Well that is embarassing isn't it? Apple was able to catch "most" of the devices with the problem but the several passed through, unknown how many exactly. It could be a pretty high number though, as in this story at All Things D they reported that one store alone sent back 100 of the units. Ouch.
"Verizon CEO Fran Shammo told Reuters today that the carrier's unlimited data plans are no more. Verizon will introduce its new pricing strategy this summer, which will now be based on tiered packages - bad news for data hogs."
Couple interesting things about this announcement. One is that they talked about doing something along the lines of a family plan for data. The bigger thing is they gave details about the iPhone 5 saying "it would be a global phone (which Verizon claimed last month) - that it would operate on CDMA and GSM networks. He also mentioned the handset will launch on Verizon and AT&T at the same time, but couldn't give a definite answer about an LTE-capable iPhone 5. Shammo more or less said when it comes to 4G, the ball's in Apple's court." I'd wager he won't be invited to any Apple events anytime soon.
"Apple released iOS 4.3.3 (and iOS 4.2.8 for Verizon iPhones) Wednesday, which brings changes in the way location information is stored and backed up, as well as a number of other fixes and improvements."
This update fixes the location database, reducing the size of the cache, stops the backup being done to iTunes, and deletes the cache completely when you turn off Location Services. You can get the direct downlinks from OS X Daily, or just use the software update feature. There are also some battery life improvements in 4.3.3 for good measure.
"This morning Verizon released its quarterly earnings for Q1 2011."
That is quite the number, 2.2 million iPhones sold in Q1 of 2011 for Verizon in only six weeks. This comes in under the 3.2 million iPhones that AT&T reports selling in Q1 but still impressive. The total number sold by AT&T and Verizon come in at 5.8 million, which is about 30% of the total Apple sold in the quarter. I'm thinking this number would have been higher for Verizon had this been the iPhone 5, but then again, that is due out later this year so it will be interesting to see what the numbers are then won't it?
"Fixes an issue that prevented some international users from connecting to 3G networks on iPad Wi-Fi + 3G..."
The much anticipated update to hopefully fix the Verizon 3G problems on the iPad is now here. You can find out more about this update at the Apple support page located here. And we also have the update from Apple for iTunes, updating it to version 10.2.2, with more info available here. For those of you wondering, it appears this iTunes update is safe for jailbreakers per this story at Appletell, as quoted: "yet again, iOS hacker MuscleNerd has stated via his Twitter that the new version of iTunes is safe for jailbreakers as well as unlockers using their iDevices on unofficial carriers, through the following tweet: 'iTunes 10.2.2 confirmed safe for JBers (DFU, saved SHSHs, syncing). Safe for ultrasn0w and recent IMEI unlockers too.'" Jailbreak away!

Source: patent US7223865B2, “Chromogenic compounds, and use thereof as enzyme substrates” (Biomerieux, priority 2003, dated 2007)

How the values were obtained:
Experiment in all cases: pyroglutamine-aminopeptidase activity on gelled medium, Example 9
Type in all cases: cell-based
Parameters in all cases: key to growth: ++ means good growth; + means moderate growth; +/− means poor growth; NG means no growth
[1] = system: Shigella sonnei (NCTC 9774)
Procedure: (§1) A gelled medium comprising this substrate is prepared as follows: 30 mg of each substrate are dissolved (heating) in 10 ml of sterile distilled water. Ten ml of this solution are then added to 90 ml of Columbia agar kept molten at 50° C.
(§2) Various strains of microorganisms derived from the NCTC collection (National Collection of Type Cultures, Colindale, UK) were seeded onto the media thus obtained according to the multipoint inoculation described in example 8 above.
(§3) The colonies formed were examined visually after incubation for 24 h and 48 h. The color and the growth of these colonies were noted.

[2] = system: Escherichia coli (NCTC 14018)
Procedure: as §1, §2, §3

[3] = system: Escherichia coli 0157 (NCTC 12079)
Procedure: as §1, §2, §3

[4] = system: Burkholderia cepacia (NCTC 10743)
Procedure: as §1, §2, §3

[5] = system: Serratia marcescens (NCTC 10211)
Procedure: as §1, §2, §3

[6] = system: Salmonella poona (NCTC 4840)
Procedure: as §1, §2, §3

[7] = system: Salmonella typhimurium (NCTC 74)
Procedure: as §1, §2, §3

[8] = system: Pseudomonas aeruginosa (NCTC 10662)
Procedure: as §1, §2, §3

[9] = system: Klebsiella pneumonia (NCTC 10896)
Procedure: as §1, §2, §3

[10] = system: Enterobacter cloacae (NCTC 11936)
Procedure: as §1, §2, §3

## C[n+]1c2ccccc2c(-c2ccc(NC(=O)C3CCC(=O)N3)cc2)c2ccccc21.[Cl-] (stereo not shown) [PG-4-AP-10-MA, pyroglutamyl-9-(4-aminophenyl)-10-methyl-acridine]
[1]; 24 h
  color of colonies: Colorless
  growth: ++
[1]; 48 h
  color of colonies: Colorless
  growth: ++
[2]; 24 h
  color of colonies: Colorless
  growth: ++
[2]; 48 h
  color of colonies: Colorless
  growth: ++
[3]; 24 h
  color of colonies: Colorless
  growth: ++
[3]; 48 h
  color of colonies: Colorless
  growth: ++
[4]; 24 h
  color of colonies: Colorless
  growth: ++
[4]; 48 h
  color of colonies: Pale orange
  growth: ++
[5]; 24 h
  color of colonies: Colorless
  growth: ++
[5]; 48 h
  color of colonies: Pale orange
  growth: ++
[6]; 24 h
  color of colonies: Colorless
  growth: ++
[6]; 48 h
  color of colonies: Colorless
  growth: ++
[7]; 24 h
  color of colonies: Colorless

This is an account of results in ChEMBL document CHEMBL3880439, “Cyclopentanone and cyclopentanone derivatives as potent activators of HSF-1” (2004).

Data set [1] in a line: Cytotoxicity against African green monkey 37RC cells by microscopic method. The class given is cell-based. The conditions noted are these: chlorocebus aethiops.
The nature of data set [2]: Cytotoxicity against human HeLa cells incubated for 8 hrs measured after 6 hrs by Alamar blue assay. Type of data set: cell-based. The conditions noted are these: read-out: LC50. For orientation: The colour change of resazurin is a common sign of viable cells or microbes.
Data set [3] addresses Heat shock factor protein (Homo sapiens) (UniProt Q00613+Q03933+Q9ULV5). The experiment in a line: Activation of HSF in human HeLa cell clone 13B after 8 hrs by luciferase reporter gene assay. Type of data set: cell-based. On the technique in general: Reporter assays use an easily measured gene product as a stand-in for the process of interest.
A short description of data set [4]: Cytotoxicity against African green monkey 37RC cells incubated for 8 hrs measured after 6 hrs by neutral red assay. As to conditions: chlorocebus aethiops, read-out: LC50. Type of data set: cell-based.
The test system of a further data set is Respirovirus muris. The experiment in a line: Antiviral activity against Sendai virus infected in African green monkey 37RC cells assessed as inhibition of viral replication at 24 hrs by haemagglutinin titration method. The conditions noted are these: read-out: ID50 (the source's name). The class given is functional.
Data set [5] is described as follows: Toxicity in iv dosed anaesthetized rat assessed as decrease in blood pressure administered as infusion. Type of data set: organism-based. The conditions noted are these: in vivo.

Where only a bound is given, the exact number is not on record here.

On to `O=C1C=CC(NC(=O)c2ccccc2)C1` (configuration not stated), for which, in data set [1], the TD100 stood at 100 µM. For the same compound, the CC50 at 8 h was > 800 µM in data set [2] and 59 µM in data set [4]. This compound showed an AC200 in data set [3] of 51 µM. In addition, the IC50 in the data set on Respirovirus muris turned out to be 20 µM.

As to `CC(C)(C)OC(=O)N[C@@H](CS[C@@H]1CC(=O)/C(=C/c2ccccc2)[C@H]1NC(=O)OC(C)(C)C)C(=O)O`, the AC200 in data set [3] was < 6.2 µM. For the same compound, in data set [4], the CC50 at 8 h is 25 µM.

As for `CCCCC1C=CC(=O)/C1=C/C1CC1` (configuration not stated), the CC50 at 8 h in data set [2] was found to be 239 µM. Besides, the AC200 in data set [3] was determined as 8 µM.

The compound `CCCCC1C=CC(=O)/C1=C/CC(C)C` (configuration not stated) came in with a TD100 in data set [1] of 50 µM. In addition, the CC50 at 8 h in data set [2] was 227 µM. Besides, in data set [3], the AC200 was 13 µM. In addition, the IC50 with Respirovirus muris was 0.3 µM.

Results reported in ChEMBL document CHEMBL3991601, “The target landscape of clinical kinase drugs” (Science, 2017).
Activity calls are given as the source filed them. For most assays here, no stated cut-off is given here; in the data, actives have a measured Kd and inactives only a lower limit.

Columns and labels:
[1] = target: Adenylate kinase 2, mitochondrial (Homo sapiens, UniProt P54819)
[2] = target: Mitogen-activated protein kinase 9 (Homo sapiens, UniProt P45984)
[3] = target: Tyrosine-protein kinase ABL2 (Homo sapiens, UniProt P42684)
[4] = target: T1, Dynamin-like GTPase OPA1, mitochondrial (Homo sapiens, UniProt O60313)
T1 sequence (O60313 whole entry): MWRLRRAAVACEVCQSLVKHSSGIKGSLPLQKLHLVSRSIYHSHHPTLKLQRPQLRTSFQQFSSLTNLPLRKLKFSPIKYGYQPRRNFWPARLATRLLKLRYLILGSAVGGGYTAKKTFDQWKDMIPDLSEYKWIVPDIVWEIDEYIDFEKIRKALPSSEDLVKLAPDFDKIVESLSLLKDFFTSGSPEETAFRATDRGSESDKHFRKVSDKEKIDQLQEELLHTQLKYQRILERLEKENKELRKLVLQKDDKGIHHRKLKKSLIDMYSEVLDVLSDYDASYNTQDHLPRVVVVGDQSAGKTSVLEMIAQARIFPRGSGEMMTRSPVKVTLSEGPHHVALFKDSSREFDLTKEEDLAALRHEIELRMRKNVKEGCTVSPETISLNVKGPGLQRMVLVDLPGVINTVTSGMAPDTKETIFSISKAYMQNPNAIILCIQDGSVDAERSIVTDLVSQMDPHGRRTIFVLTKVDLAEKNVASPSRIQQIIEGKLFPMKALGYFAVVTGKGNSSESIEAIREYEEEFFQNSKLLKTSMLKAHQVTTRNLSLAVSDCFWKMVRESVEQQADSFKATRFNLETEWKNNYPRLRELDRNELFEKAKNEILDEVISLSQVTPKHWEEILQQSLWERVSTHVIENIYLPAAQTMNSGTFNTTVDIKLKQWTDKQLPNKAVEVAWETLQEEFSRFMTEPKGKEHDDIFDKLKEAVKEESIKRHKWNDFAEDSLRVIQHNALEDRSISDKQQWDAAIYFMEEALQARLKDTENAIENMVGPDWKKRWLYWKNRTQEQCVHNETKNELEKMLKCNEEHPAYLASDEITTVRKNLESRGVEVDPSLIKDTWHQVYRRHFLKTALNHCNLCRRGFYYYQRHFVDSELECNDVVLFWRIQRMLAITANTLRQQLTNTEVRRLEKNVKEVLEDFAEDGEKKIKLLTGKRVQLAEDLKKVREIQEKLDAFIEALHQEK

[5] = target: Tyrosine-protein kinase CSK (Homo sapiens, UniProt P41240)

"So much for all the excitement that the iPad 2 is available for a carrier other than AT&T."
A co-worker came to me yesterday asking me if I had heard anything about this, and was pretty concerned since she had just ordered one with the 3G service from Verizon. I'm hoping they get beyond the finger pointing and fix the problem that some owners are having when using the 3G service from Verizon on their iPad 2.
"Now that the Verizon iPhone has been out for a few months, what do its owners think of the device?"
Both sets of customers appear pretty satisfied according to this study, with 80% satisfaction rate for AT&T customers to 82% satisfaction rate by Verizon customers. An interesting contrast to this is that 46% of those thinking of purchasing an iPhone 4 in the future would buy it through Verizon versus going with AT&T (and I suppose T-Mobile if the merger goes through). Clear winner in the dropped calls category was Verizon, with only 1.8% of their calls dropped versus 4.8% of AT&T calls that were dropped. I'm not sure how many total calls were made with each provider, but that doesn't seem like a lot of calls to me, although if it were an important call one drop would be bad news.
"Say it ain't so! According to this here slide, which details a bit of insidery AT&T information about the impending release of iOS 4.3, Ma Bell's iPhone 4 will have its Personal Hotspot restricted to use with just three devices."
I don't know that it is that big of a deal, I normally would only have one or two devices sharing my hotspot anyway. And it turns out based on documentation with iOS 4.3 it's actually the software that limits you to 3 devices and not AT&T. If you want to have 5 devices, you have to use Bluetooth or USB to add the other two. This was found on the Apple site about iOS 4.3: "You can share your connection with up to five devices at once over Wi-Fi, Bluetooth, and USB - with up to three of those connections using Wi-Fi."
"With the original iPad, you had a simple choice to make: to 3G or not to 3G. But with the addition of Verizon 3G data options alongside those from longtime Apple partner AT&T, you now have to not only decide if you want 3G connectivity in addition to Wi-Fi, but which carrier you want service from as well."
Pretty clear that as you progress in usage, the Verizon tiered plan will actually be more affordable. Nice chart so you can actually compare side by side the two plans, along with some explanation about the charges for the data usage on the iPad.